Date of Award


Document Type


Degree Name

Master of Arts (MA)



First Advisor

Donna J. Toufexis


Decision-making in dynamic environments involves a tradeoff between deliberate and habitual modes of behavior. Optimal decision-making often requires a balance between these two systems, but following stress, organisms tend to shift away from deliberation and towards habitual control. Although this has been demonstrated across a variety of tasks involving multiple memory systems, few studies have examined how acutely stressful events may differentially affect the learning and performance of an instrumental response. It is also unknown how acute stress affects the integration of goal-directed actions and habits in hierarchical planning of instrumental behavior. Here, we examined whether acute stress experienced before acquisition training (Experiment 1), or prior to the test of expression (Experiment 2) would influence goal-directed and habitual control of an instrumental response in female rats using an outcome devaluation paradigm. Experiment 3 assessed the effect of acute stress on the integration of goal-direction and habit by asking whether stress facilitates the execution of habitual sequences of actions in a serial decision task. The results of Experiment 1 indicated that acute stress experienced before acquisition promotes habit learning, while the results of Experiment 2 indicated that habitual control of responding was present when stress was experienced just prior to the test. These data suggest that acute stress may generally facilitate habitual control over instrumental responding in free-operant tasks when response feedback is withheld. In Experiment 3, we found that on a strategic level, rats exhibited goal-directed planning of habitual action sequences under both stressed and non-stressed conditions. However, stress caused distinct effects on the structure of goal-directed planning and the performance of habitual action sequences, decreasing the flexibility and precision with which behavior was executed. These results indicate that for serial decision tasks which incentivize active monitoring of response feedback, the overall structure of decision-making remains intact following stress despite modest degradation in action planning and sequence execution. Collectively, these findings may shed light on the cognitive mechanisms by which stress contributes to impairments in decision-making, as occurs in numerous psychological conditions.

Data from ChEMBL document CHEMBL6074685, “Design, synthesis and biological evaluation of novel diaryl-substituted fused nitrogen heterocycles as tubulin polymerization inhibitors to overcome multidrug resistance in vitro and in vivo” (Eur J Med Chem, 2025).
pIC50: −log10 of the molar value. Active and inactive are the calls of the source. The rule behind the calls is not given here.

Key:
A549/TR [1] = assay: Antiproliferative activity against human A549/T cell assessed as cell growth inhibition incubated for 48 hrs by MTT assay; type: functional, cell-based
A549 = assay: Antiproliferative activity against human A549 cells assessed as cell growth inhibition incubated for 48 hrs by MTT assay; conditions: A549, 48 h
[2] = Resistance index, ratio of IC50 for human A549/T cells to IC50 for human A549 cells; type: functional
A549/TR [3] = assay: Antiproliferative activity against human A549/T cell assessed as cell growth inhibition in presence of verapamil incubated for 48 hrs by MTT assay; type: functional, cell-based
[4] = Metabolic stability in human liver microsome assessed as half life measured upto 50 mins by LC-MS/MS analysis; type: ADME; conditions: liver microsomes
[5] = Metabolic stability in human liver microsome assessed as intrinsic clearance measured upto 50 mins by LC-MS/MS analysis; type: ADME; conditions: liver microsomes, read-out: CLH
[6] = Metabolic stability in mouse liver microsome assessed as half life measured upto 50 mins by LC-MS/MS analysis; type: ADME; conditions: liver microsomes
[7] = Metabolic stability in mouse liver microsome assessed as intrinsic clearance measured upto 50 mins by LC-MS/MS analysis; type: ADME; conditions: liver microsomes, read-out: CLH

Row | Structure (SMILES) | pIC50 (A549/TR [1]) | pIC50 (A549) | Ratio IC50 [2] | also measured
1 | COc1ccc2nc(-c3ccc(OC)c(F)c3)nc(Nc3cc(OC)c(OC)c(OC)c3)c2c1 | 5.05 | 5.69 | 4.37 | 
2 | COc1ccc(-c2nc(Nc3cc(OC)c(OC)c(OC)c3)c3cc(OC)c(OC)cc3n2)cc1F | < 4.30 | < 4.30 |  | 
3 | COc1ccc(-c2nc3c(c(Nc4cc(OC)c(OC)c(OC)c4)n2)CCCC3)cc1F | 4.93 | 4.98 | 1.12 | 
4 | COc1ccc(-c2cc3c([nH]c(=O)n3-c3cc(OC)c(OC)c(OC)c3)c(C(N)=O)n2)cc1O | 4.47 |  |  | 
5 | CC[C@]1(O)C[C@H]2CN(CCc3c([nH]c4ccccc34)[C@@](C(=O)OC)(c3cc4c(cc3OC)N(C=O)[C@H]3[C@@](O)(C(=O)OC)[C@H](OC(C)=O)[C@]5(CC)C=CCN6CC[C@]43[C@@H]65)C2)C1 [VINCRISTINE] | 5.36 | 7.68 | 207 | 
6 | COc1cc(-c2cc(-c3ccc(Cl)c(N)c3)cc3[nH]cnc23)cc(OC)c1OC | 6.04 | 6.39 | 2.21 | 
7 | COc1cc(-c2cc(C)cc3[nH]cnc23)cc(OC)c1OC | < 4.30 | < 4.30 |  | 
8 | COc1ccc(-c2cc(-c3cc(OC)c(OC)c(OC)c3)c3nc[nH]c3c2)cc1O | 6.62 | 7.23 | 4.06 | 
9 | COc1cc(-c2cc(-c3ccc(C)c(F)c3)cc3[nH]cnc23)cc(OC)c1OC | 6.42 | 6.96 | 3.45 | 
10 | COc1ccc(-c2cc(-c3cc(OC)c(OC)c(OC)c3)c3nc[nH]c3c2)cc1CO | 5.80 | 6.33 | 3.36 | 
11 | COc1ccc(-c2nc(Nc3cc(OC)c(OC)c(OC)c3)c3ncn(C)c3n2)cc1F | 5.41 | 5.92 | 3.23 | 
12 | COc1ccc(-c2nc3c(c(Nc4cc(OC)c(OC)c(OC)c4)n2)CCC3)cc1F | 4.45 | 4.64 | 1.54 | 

Number of Pages

102 p.

Available for download on Wednesday, May 28, 2025